The verb to haunt means to appear as a ghost or some kind of supernatural phenomenon. Ebenezer Scrooge was haunted by the Ghosts of Christmases Past, Present and Future.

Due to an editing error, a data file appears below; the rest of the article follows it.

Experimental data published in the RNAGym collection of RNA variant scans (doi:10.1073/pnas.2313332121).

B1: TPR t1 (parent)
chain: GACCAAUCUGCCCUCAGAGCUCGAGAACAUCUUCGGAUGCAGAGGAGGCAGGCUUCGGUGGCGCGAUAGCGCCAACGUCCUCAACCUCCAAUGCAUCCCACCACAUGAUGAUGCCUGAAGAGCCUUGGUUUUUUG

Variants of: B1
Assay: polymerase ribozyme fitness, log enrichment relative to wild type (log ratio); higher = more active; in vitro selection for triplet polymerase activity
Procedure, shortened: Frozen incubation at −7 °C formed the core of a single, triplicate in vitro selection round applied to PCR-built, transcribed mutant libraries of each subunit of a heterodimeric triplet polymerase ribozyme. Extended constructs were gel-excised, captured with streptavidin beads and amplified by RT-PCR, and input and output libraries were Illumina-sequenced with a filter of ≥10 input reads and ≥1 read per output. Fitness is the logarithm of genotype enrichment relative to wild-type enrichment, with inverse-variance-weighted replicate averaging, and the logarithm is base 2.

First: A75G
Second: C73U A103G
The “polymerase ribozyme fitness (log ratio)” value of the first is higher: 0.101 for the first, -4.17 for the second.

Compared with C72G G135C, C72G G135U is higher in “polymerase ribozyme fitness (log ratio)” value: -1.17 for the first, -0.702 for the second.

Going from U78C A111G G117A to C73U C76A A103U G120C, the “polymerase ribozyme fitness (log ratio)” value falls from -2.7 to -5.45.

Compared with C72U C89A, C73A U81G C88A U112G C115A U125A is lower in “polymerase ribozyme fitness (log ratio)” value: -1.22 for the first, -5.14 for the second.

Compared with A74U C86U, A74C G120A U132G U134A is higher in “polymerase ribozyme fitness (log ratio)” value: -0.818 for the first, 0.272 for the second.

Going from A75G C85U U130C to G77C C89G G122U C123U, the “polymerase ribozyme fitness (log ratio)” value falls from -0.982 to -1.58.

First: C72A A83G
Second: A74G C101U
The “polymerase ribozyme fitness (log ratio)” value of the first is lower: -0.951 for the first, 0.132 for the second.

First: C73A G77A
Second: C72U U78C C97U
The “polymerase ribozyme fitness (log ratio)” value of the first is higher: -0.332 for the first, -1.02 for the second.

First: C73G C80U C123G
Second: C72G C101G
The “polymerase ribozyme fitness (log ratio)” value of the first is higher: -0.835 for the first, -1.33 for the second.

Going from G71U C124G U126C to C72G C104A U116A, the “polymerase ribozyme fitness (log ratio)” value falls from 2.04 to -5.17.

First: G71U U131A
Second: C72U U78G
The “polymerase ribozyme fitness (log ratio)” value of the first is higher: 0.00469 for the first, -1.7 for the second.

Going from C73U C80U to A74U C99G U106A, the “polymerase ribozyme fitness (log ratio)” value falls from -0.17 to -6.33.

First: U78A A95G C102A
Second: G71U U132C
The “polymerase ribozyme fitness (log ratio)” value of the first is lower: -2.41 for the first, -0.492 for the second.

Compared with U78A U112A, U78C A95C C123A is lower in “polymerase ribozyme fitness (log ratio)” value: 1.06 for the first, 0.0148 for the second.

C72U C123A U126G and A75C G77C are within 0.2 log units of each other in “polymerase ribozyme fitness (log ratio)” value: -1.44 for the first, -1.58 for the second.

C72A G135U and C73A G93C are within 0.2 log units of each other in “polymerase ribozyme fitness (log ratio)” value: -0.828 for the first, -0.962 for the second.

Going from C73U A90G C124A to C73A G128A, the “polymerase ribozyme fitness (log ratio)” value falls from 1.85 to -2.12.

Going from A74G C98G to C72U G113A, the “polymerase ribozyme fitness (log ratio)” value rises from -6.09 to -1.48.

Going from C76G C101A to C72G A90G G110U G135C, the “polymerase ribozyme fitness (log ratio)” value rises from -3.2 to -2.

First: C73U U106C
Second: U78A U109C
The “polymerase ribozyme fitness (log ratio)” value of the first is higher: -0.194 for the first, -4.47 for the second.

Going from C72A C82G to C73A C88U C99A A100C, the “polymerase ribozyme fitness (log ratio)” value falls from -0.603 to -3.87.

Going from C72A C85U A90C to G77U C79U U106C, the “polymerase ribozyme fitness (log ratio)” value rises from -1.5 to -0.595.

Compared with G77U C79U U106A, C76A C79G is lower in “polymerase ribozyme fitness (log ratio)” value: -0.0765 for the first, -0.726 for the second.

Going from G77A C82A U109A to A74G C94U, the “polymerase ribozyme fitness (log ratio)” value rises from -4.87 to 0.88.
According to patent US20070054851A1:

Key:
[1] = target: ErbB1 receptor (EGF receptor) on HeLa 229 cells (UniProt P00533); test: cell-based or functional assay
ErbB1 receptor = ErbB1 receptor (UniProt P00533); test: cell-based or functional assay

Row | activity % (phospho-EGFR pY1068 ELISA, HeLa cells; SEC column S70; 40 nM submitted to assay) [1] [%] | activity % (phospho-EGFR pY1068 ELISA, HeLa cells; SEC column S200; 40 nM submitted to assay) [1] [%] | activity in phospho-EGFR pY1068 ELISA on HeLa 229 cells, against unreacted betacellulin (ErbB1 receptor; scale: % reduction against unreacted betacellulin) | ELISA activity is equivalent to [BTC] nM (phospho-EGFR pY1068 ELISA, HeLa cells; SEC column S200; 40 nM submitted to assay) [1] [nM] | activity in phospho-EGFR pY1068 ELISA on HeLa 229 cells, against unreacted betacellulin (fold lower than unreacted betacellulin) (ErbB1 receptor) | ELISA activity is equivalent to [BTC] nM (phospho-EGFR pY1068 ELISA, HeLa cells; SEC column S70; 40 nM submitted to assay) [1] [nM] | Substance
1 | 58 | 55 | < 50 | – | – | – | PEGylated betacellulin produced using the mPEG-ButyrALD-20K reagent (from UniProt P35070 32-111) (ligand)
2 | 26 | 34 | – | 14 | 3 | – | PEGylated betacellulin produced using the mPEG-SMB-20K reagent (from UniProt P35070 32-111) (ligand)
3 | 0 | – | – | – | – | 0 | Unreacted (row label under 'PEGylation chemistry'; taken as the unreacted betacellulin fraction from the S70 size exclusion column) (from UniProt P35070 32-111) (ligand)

The first recorded usage of the word haunt is in William Shakespeare’s A Midsummer Night’s Dream, a play filled with supernatural characters running around scaring the knickers off each other. As Shakespeare knew, haunting is at its most effective in the passive voice, because there is much more drama in being haunted than haunting. Another use of the word haunt is as a noun, and it means "a place that is frequented often," like a popular hangout. The gym, a bar, a corner: these are all potential haunts. The dentist, the principal’s office, a busy intersection: these are not.